There is perilous little difference between snow and rain when it’s falling on your camera. It plays merry hell with your images when it falls on the lens, and can also mean a trip to the camera repair shop. I’ve tried the rainproof bags, balked at the underwater cases, mainly because it feels like I’m shooting with a camera wrapped in a condom.
I’ve tried coats, with limited success. I’m a fan of the Black Rapids camera strap, and it gets rather bunched under the arms. Plus there’s zipping and unzipping or buttoning and unbuttoning every time you want to take a shot. So I decided to go old school.
Hence the cloak.
Cloak and Dagger Creations was started by Dina Flockhart, who put together her first cloak more than twenty years ago to stay warm at reenactments. Most cloaks you find are aimed at the costume market, lightweight and of shoddy construction. Cloak and Dagger sew cloaks that are clothing, as well as a variety of period clothing. If I had to take a hike across Middle Earth, it would be in a Cloak and Dagger cloak.
So what are the advantages of a cloak to a photographer on a photo shoot in a snowy wilderness? Well to begin with, it’s warm, and isn’t that the first thing you look for on a winter landscape photography shoot? Second, it’s comfortable, like a warm blanket balanced on your shoulders. But most importantly, it can be thrown open in an instant to get a shot. No buttons, no zippers. There’s no fumbling with zippers and buttons with your camera exposed to the elements. And if you check your owner’s manual, you’re likely to find that your camera is going to stop working somewhere around 30 degrees F. The cloak traps body heat, which keeps your camera functioning a lot longer.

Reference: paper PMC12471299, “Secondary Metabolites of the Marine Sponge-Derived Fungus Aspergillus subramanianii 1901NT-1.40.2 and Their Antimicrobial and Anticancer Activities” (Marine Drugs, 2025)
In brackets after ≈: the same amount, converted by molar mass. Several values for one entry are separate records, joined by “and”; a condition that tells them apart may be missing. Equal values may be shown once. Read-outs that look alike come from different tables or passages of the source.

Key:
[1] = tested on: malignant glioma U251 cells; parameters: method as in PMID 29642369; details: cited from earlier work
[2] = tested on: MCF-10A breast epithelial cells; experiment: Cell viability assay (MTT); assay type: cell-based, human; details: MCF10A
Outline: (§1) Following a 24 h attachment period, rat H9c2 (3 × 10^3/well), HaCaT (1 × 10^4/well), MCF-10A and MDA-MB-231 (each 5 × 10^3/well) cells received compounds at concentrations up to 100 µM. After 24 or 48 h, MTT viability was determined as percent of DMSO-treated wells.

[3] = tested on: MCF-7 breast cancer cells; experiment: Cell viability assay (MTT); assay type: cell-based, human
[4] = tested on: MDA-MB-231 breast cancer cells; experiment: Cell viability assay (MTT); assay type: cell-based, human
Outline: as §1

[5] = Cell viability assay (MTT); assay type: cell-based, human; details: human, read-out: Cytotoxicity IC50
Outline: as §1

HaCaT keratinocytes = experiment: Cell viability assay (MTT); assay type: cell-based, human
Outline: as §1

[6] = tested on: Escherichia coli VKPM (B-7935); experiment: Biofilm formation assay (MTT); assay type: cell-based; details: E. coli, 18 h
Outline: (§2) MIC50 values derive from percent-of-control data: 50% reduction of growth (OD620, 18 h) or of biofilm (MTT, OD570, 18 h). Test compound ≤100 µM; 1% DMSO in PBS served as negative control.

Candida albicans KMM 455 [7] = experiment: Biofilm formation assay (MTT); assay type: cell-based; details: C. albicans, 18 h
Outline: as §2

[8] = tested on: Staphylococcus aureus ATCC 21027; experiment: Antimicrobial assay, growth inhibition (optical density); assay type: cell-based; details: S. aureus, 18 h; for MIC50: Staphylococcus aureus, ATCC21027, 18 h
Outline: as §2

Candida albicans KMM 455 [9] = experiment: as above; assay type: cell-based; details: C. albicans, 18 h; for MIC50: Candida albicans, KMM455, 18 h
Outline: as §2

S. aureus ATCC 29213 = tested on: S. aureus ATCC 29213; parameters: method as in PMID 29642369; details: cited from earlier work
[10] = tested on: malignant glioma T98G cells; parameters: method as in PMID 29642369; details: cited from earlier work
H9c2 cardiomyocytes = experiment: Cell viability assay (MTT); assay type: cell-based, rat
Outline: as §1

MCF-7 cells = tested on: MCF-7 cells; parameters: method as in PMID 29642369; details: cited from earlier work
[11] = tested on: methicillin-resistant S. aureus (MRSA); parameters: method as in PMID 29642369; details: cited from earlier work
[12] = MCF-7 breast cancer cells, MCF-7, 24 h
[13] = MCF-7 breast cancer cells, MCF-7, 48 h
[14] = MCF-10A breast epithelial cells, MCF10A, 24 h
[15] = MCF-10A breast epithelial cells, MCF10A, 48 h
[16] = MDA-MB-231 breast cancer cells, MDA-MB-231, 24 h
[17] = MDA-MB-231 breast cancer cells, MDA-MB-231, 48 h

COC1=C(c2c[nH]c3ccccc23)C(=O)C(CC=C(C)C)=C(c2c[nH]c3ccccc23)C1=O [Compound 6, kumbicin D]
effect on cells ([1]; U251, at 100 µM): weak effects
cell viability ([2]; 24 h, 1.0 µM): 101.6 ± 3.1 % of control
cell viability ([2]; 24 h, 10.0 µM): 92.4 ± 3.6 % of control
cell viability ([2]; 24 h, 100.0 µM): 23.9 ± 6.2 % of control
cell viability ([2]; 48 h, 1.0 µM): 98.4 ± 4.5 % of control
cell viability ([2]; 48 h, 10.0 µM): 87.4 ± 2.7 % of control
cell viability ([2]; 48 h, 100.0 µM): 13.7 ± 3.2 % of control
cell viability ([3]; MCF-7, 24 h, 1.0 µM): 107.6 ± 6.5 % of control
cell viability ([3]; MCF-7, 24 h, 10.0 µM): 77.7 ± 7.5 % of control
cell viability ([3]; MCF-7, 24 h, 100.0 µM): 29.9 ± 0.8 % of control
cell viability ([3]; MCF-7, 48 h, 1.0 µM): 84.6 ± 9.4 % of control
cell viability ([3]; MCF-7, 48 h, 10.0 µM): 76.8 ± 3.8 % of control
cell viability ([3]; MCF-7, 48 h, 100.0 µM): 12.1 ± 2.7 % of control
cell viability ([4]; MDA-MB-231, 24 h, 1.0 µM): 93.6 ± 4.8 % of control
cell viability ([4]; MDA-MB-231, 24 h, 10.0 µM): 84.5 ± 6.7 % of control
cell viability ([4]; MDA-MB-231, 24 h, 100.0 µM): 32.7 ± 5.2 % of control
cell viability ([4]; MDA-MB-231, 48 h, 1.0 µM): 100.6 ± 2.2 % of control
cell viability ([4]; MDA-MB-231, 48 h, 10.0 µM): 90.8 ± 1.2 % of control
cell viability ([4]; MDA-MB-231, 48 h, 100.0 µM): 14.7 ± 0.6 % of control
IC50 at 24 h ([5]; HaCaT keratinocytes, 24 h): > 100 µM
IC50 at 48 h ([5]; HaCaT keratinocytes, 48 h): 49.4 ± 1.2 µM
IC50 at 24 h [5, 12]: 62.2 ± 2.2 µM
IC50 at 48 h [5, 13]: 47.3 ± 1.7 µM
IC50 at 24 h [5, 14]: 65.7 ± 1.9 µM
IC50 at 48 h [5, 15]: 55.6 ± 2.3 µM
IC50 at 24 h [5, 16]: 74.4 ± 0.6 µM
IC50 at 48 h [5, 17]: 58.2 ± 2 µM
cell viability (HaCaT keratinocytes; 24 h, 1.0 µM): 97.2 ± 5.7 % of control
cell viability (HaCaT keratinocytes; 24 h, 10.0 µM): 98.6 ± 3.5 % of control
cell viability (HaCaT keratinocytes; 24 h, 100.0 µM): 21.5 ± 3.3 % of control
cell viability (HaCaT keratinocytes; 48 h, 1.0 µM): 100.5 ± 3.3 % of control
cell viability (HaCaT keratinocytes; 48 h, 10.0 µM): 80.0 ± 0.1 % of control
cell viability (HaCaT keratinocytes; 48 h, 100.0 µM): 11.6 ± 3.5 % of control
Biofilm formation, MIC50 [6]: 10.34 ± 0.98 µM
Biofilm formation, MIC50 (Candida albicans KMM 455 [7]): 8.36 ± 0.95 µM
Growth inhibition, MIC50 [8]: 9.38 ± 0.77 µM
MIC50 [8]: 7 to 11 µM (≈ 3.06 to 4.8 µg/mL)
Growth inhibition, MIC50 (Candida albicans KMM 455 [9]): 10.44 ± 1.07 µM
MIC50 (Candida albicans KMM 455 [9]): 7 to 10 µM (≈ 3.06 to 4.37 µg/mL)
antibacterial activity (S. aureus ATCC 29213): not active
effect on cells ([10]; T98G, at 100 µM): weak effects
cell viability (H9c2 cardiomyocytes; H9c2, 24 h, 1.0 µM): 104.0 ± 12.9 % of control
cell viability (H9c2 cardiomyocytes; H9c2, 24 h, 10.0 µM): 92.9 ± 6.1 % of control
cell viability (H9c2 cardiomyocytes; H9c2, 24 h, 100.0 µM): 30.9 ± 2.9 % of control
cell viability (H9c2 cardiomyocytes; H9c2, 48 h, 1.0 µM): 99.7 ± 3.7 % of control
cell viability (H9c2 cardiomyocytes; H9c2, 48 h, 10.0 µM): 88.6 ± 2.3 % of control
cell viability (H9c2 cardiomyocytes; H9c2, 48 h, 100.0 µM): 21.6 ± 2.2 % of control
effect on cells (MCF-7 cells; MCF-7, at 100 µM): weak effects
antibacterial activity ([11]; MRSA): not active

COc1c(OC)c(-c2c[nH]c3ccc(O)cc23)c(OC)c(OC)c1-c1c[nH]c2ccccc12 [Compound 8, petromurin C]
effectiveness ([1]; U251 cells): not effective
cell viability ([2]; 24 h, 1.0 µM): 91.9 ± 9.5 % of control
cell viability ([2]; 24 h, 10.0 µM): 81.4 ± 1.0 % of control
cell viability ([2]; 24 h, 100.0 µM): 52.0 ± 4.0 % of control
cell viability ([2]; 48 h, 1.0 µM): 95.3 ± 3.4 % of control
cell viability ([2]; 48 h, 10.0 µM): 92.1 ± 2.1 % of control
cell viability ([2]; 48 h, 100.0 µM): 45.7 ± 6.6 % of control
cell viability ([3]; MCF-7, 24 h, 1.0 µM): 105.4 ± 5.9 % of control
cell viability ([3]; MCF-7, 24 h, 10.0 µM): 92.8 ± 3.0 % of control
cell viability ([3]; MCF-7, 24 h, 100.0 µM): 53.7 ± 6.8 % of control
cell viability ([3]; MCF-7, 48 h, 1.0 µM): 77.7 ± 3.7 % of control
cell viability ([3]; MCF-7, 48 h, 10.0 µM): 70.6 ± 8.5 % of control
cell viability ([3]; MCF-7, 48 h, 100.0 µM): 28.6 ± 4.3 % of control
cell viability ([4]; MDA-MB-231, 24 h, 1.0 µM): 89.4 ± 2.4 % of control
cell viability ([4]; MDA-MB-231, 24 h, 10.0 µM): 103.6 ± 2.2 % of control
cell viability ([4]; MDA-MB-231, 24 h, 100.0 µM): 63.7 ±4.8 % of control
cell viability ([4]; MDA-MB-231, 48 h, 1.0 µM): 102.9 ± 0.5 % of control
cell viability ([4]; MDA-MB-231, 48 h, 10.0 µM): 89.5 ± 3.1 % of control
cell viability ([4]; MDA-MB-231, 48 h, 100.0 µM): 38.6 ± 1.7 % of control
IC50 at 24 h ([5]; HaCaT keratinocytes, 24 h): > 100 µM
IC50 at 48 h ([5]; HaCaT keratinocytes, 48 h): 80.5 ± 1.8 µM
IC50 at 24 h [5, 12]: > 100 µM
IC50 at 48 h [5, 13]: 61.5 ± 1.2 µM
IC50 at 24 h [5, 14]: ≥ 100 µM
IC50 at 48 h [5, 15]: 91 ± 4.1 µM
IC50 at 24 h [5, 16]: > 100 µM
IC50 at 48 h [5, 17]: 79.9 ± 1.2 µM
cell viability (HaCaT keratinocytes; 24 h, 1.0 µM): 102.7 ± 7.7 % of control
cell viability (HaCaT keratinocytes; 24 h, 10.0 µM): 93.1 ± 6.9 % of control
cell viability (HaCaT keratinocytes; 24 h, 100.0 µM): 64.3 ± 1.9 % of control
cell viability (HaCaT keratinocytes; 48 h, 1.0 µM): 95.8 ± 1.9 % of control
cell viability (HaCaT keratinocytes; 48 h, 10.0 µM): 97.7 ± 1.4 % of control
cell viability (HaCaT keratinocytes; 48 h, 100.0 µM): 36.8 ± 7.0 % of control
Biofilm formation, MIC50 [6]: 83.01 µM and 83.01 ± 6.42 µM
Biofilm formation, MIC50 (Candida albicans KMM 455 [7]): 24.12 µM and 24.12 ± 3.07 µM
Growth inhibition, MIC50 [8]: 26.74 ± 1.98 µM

And there’s the hood, deep enough to actually do some good, so you don’t have a shiny and wet, red face poking out.
Best of all perhaps are the looks you get when you meet someone on a deserted forest trail in the midst of a blizzard, when you appear for all intents and purposes to be the angel of death. Other hikers cut a wide swatch on the trail, if not turn around and head the other direction. Which can save a lot of time Photoshopping other hikers out of your landscapes.
If there’s a drawback, it’s off trail, when you find yourself in a thicket. Briars and wool act quite a bit like velcro, and it can take what seems forever to get through a patch. The weight can get a bit crazy as well, as it probably tips the scale somewhere between ten and twenty pounds. But as it cuts down on the number of layers you need, it all evens out.
Okay, so it’s not for everyone. If you’re into the latest photographer’s fashions and have your lens tricked out with Lens Skins, you’re likely to feel a bit out of style looking like Bilbo Baggins. But if you can get past that, you soon learn, some of the best solutions are the oldest solutions.